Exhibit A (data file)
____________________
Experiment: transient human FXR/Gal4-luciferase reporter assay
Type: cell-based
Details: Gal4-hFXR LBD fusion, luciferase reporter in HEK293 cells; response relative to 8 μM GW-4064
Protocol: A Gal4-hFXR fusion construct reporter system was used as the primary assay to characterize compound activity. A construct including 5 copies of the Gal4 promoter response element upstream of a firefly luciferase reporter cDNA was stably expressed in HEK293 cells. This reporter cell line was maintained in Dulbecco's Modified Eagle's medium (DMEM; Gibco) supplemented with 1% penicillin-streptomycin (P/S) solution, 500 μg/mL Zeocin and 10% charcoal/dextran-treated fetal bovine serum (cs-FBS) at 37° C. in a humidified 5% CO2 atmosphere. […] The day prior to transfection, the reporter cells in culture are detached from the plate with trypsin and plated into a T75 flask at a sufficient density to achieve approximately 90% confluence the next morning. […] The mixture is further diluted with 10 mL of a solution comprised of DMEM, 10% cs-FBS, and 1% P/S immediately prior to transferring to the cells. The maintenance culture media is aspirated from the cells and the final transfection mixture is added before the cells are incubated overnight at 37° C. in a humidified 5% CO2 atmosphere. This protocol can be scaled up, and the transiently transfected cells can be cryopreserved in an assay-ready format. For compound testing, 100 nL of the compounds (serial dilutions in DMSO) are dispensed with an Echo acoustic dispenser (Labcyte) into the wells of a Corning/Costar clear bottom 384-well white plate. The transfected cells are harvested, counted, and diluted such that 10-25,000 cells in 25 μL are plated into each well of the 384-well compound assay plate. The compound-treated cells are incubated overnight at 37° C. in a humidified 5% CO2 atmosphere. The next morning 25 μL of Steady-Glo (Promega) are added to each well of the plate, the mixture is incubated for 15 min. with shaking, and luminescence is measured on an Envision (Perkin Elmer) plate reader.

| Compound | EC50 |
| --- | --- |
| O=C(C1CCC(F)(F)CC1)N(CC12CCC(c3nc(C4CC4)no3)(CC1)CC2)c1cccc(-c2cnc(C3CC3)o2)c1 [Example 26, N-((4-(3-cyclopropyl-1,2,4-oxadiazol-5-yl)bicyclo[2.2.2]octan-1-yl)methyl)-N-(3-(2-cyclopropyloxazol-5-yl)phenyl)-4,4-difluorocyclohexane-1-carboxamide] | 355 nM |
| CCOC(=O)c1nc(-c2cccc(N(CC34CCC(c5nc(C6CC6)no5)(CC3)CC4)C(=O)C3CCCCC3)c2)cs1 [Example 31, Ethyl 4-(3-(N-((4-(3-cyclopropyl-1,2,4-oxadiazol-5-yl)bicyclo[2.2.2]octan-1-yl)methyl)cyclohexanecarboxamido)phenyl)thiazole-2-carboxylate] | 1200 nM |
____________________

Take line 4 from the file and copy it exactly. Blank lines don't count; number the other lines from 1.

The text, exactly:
Protocol: A Gal4-hFXR fusion construct reporter system was used as the primary assay to characterize compound activity. A construct including 5 copies of the Gal4 promoter response element upstream of a firefly luciferase reporter cDNA was stably expressed in HEK293 cells. This reporter cell line was maintained in Dulbecco's Modified Eagle's medium (DMEM; Gibco) supplemented with 1% penicillin-streptomycin (P/S) solution, 500 μg/mL Zeocin and 10% charcoal/dextran-treated fetal bovine serum (cs-FBS) at 37° C. in a humidified 5% CO2 atmosphere. […] The day prior to transfection, the reporter cells in culture are detached from the plate with trypsin and plated into a T75 flask at a sufficient density to achieve approximately 90% confluence the next morning. […] The mixture is further diluted with 10 mL of a solution comprised of DMEM, 10% cs-FBS, and 1% P/S immediately prior to transferring to the cells. The maintenance culture media is aspirated from the cells and the final transfection mixture is added before the cells are incubated overnight at 37° C. in a humidified 5% CO2 atmosphere. This protocol can be scaled up, and the transiently transfected cells can be cryopreserved in an assay-ready format. For compound testing, 100 nL of the compounds (serial dilutions in DMSO) are dispensed with an Echo acoustic dispenser (Labcyte) into the wells of a Corning/Costar clear bottom 384-well white plate. The transfected cells are harvested, counted, and diluted such that 10-25,000 cells in 25 μL are plated into each well of the 384-well compound assay plate. The compound-treated cells are incubated overnight at 37° C. in a humidified 5% CO2 atmosphere. The next morning 25 μL of Steady-Glo (Promega) are added to each well of the plate, the mixture is incubated for 15 min. with shaking, and luminescence is measured on an Envision (Perkin Elmer) plate reader.